Marijuana Smoking in Patients With Leukemia

Sara Khwaja, MD; Abraham Yacoub, MD; Asima Cheema, MD; Nancy Rihana, MD; Robin Russo, MD; Ana Paula Velez, MD; Sowmya Nanjappa, MBBS, MD; Ramon L. Sandin, MD; Chandrashekar Bohra, MBBS; Ganesh Gajanan, MBBS; John N. Greene, MD


Cancer Control. 2016;23(3):278-283. 

In This Article


Marijuana smoking can be dangerous and life threatening in the setting of neutropenia and T-cell immunodeficiency, although other risk factors and lifestyle practices may contribute to this pulmonary pathology. Marijuana smoking is associated with fungal pneumonia due to the possible inhalation of mold spores on the leaves of the marijuana plant. This is because marijuana cigarettes typically do not have a filter to prevent spore inhalation, which is generally in contrast to cigarettes. Marijuana can also damage the lungs and impair local lung immune responses, thus possibly predisposing those who smoke marijuana to invasive pulmonary fungal infection. Bronchiolitis may also occur in those who smoke marijuana because the small airways of the lungs may become irritated when hot smoke is inhaled — this can also occur with smoking tobacco, breathing air pollution and other types of smoke, and being exposed to chemical irritants.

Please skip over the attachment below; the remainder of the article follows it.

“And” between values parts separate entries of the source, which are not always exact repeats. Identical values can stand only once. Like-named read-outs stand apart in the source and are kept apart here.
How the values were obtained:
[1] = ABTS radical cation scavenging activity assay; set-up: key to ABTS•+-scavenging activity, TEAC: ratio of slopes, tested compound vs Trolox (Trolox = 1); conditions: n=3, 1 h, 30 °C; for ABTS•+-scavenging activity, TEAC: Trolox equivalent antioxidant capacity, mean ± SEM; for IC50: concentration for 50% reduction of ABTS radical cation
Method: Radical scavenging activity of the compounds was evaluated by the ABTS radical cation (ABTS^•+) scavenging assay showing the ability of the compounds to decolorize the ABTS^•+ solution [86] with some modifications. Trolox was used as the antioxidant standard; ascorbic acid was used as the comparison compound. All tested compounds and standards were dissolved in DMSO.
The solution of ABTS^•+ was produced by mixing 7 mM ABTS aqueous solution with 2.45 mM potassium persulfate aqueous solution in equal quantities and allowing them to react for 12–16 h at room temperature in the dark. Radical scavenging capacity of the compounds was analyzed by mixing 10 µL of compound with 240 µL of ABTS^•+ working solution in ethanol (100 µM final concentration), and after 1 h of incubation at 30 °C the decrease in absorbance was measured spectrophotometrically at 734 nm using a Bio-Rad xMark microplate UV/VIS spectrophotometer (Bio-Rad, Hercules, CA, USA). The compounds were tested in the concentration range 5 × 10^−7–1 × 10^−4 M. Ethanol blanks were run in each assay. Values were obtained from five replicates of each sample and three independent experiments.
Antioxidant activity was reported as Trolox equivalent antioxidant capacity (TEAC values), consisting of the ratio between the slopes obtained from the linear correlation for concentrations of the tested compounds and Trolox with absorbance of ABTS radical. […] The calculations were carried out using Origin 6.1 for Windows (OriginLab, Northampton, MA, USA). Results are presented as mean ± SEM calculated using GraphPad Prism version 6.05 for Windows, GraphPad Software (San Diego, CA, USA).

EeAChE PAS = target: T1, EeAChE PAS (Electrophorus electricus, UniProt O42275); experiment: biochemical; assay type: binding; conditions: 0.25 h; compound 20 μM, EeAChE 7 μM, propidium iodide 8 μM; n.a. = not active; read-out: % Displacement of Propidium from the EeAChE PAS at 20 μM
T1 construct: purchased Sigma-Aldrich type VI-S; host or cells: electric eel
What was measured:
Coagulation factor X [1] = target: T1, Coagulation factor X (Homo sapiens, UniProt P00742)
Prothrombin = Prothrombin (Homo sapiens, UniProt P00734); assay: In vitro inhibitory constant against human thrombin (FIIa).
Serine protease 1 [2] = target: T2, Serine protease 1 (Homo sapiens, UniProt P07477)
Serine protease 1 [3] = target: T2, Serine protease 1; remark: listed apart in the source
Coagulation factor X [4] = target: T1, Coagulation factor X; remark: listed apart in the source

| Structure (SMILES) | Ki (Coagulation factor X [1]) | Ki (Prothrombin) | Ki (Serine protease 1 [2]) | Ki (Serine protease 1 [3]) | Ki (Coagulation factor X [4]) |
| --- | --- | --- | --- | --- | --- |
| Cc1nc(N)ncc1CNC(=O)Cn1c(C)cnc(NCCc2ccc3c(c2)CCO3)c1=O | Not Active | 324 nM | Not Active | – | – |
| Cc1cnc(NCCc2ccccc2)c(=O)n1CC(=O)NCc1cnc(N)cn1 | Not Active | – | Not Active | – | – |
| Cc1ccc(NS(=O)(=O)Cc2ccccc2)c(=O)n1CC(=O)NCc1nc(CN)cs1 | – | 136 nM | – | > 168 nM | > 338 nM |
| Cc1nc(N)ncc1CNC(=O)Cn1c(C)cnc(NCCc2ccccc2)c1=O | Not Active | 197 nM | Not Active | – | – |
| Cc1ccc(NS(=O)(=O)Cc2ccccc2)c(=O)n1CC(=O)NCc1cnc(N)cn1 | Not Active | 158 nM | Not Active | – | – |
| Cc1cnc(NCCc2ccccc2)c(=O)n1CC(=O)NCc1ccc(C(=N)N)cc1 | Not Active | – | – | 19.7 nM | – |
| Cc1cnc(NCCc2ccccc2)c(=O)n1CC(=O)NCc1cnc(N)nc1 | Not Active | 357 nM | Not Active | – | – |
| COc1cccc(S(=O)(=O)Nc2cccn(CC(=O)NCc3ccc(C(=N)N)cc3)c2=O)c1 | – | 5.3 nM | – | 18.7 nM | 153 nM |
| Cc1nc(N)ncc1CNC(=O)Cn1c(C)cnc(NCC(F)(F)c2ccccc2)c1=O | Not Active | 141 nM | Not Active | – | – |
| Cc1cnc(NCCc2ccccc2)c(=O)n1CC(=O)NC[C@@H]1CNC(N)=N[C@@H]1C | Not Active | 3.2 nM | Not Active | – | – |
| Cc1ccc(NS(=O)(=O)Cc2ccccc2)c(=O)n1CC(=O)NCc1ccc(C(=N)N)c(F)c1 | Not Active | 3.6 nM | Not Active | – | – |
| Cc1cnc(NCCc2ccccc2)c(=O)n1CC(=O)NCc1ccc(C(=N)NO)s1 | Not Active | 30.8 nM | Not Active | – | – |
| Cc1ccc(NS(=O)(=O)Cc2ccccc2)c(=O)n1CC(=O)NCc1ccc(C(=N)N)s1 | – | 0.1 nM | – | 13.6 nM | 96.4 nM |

The findings from this case series highlight the need to consider antifungal prophylaxis and cessation of marijuana use among patients with prolonged neutropenia and concomitant marijuana use. In addition to miliary tuberculosis and endemic mycosis, invasive fungal infections possibly related to cannabis use should also be included in the differential diagnosis of those who demonstrate a nodular pattern and represent a susceptible host.